It’s not like Newt Gingrich, who (planned or not) had his sick wife served with divorce papers in the hospital so he could marry his mistress.
But Sanford now…he’s gone off-script as I say. He’s owning up. He’s not really apologizing for the affair. He’s sorry it came out, he’s sorry the situation is what it is, but frankly, he isn’t sorry it happened.
And honestly? That’s a bit refreshing.
We indulge a myth in this culture about True Love that’s pretty unsupportable in real life. It happens. But it’s almost never—almost—the way we tell ourselves it’s supposed to be. Falling in love with your high school sweetheart, marrying, and being happy in that relationship till we die…it does happen. But it is not the norm and it’s not fair to hold it up as the Gold Standard, because you just can’t know where life will sometimes take you.
Besides, a big part of that myth is that we can only ever fall in love with one other person. An ancillary part of that is that we can only ever be in love with one person at a time. It’s not true. Maybe it would be better if it were.
But standing up acting like a victim—which is what most of these people like Sanford and Swaggert and the rest do—and throwing themselves on the mercy of the public, a public that can have no real idea what was going on in these people’s lives, is worse in my opinion than the initial indiscretion. Because when you do that, you throw your lover on a bonfire and make him or her out to be a terrible thing.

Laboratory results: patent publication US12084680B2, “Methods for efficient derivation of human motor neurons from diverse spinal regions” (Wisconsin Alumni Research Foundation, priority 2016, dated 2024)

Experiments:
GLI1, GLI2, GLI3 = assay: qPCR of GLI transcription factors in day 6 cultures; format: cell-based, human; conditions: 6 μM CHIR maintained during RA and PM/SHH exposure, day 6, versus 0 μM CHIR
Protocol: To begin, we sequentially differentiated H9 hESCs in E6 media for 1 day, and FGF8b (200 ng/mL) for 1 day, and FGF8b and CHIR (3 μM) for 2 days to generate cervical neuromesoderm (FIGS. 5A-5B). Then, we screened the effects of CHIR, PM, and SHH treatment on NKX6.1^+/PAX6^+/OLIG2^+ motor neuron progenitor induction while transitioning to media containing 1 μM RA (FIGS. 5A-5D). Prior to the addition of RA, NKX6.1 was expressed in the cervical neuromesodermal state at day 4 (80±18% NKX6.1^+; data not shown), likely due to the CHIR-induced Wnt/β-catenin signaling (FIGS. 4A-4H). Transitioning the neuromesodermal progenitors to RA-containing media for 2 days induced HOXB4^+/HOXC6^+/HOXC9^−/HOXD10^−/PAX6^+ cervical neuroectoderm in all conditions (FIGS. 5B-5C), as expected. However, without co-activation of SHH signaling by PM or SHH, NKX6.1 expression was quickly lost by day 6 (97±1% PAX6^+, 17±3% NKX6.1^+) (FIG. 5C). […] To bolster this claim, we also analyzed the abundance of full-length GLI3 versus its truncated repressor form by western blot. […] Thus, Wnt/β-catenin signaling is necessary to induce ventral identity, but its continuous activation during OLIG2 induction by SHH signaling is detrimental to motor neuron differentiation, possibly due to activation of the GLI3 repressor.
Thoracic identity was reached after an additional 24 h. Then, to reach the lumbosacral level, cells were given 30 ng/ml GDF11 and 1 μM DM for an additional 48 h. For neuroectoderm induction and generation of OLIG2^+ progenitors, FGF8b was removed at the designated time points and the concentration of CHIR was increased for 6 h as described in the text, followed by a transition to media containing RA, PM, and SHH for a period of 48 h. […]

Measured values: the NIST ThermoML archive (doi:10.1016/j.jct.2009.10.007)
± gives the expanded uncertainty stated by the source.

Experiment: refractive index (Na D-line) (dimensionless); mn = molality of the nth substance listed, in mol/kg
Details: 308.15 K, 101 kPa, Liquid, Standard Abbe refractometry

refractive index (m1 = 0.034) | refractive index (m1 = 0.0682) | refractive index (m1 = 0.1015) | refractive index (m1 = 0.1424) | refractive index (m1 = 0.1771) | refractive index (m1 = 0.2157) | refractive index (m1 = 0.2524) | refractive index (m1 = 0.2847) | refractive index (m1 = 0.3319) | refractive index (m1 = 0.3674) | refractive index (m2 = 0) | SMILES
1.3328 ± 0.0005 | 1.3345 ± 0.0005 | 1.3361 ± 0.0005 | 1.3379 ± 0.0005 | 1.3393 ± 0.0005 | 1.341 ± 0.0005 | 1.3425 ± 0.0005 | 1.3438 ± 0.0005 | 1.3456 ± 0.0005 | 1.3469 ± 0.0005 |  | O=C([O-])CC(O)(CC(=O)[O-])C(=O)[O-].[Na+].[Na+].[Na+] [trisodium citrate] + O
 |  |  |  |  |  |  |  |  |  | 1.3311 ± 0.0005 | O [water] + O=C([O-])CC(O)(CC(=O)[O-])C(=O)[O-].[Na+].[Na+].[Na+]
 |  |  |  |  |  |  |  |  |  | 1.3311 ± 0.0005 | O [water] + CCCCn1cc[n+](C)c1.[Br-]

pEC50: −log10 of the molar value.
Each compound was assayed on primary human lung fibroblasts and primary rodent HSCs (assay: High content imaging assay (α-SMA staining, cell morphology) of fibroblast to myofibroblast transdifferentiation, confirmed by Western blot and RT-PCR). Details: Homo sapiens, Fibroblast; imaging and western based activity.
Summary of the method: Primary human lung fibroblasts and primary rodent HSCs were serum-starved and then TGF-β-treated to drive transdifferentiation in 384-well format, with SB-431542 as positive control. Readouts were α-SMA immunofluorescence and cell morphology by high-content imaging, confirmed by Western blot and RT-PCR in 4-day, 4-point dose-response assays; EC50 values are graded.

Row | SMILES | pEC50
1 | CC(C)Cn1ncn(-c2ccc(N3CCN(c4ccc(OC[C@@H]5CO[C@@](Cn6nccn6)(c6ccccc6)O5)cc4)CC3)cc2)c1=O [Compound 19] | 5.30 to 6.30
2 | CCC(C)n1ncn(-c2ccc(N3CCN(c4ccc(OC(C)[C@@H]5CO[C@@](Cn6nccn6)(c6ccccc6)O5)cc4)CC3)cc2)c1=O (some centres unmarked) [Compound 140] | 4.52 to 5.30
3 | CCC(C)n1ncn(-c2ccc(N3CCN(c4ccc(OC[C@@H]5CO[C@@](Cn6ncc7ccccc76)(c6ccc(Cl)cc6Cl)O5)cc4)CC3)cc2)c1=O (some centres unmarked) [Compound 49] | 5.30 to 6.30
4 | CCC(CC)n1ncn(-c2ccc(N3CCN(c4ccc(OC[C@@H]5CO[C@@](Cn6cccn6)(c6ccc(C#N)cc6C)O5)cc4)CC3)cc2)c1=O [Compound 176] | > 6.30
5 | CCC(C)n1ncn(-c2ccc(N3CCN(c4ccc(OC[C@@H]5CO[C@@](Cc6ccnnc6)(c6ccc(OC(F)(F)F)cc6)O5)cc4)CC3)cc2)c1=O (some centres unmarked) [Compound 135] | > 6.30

Sanford’s not doing that. Sanford is basically saying “You know, I don’t like it that my life is about to explode over this, but I met someone and we have a connection, and I’m not sorry about it.”
What?!? How can you say that?
Because—out of everything else he might have said or done—it’s the truth. And for that, I applaud the man.
The dirty secret about the Republican mindset regarding this, with a few exceptions, is that they’re not nearly so angry with him for having done it as they are for getting caught.
And he didn’t actually get caught. He took a week off to go see someone he loves. Very publicly. Maybe the press was sniffing around, maybe not, but if so he stole their thunder.
Molly Ivans,who was such a breath of fresh air and common sense in a realm where neither is in any great supply, once responded to a question about sexual misconduct and the performance of civic duty more or less this way. I’m paraphrasing.
“It would be nice to think there’s a connection between private sexual conduct and the ability to do your duty in public office, but there just isn’t. Some of the most lecherous men have been great politicians.”
Should Sanford resign over this? If it were me, I’d fight it. I’d look at my detractors and say “How dare you judge me for something a significant number of you would either like to do, have done, or are doing.” But it seems unlikely he’ll be allowed to be effective now.
It’s a small thing, perhaps, this one spot of honesty in all this mess, but I think it’s an important one because for once it’s not feeding into the self-deceptive self righteousness that is our national myth about True Love.
There is True Love. But it doesn’t always come along at a convenient time and it doesn’t only happen just once. And—this is the most important thing—it is not reducable to a consumer package to be paraded and auctioned for Air Time and Ratings.
Just sayin’, you know?